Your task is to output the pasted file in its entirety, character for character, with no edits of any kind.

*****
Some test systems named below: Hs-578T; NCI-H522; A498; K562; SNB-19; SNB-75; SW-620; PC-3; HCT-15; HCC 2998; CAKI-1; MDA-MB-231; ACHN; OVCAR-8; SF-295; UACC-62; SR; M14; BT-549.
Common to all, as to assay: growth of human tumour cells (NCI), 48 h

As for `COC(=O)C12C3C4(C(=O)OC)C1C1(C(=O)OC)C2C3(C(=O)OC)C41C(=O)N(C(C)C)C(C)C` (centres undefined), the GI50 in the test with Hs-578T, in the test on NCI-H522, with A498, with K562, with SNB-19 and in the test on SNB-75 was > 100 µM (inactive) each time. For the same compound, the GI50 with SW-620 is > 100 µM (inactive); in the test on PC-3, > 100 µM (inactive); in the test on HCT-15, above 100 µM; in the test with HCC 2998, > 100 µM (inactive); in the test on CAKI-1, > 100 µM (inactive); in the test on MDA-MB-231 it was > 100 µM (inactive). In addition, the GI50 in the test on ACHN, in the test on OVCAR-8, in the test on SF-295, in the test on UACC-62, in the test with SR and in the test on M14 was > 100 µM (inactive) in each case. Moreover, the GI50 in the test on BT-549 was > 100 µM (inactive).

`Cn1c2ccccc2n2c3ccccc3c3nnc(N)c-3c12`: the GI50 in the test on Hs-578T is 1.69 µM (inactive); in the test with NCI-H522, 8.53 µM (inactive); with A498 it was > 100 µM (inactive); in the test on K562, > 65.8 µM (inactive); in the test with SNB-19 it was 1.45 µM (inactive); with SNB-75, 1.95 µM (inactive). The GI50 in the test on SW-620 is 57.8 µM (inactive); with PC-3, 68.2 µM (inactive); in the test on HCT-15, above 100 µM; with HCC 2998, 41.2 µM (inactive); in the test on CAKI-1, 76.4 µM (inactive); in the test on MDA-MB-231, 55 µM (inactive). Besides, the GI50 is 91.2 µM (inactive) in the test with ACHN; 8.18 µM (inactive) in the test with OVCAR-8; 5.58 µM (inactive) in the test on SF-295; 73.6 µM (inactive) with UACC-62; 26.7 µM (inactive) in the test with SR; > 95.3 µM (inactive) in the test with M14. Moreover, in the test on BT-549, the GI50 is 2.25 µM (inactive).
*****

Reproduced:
Some test systems named below: Hs-578T; NCI-H522; A498; K562; SNB-19; SNB-75; SW-620; PC-3; HCT-15; HCC 2998; CAKI-1; MDA-MB-231; ACHN; OVCAR-8; SF-295; UACC-62; SR; M14; BT-549.
Common to all, as to assay: growth of human tumour cells (NCI), 48 h

As for `COC(=O)C12C3C4(C(=O)OC)C1C1(C(=O)OC)C2C3(C(=O)OC)C41C(=O)N(C(C)C)C(C)C` (centres undefined), the GI50 in the test with Hs-578T, in the test on NCI-H522, with A498, with K562, with SNB-19 and in the test on SNB-75 was > 100 µM (inactive) each time. For the same compound, the GI50 with SW-620 is > 100 µM (inactive); in the test on PC-3, > 100 µM (inactive); in the test on HCT-15, above 100 µM; in the test with HCC 2998, > 100 µM (inactive); in the test on CAKI-1, > 100 µM (inactive); in the test on MDA-MB-231 it was > 100 µM (inactive). In addition, the GI50 in the test on ACHN, in the test on OVCAR-8, in the test on SF-295, in the test on UACC-62, in the test with SR and in the test on M14 was > 100 µM (inactive) in each case. Moreover, the GI50 in the test on BT-549 was > 100 µM (inactive).

`Cn1c2ccccc2n2c3ccccc3c3nnc(N)c-3c12`: the GI50 in the test on Hs-578T is 1.69 µM (inactive); in the test with NCI-H522, 8.53 µM (inactive); with A498 it was > 100 µM (inactive); in the test on K562, > 65.8 µM (inactive); in the test with SNB-19 it was 1.45 µM (inactive); with SNB-75, 1.95 µM (inactive). The GI50 in the test on SW-620 is 57.8 µM (inactive); with PC-3, 68.2 µM (inactive); in the test on HCT-15, above 100 µM; with HCC 2998, 41.2 µM (inactive); in the test on CAKI-1, 76.4 µM (inactive); in the test on MDA-MB-231, 55 µM (inactive). Besides, the GI50 is 91.2 µM (inactive) in the test with ACHN; 8.18 µM (inactive) in the test with OVCAR-8; 5.58 µM (inactive) in the test on SF-295; 73.6 µM (inactive) with UACC-62; 26.7 µM (inactive) in the test with SR; > 95.3 µM (inactive) in the test with M14. Moreover, in the test on BT-549, the GI50 is 2.25 µM (inactive).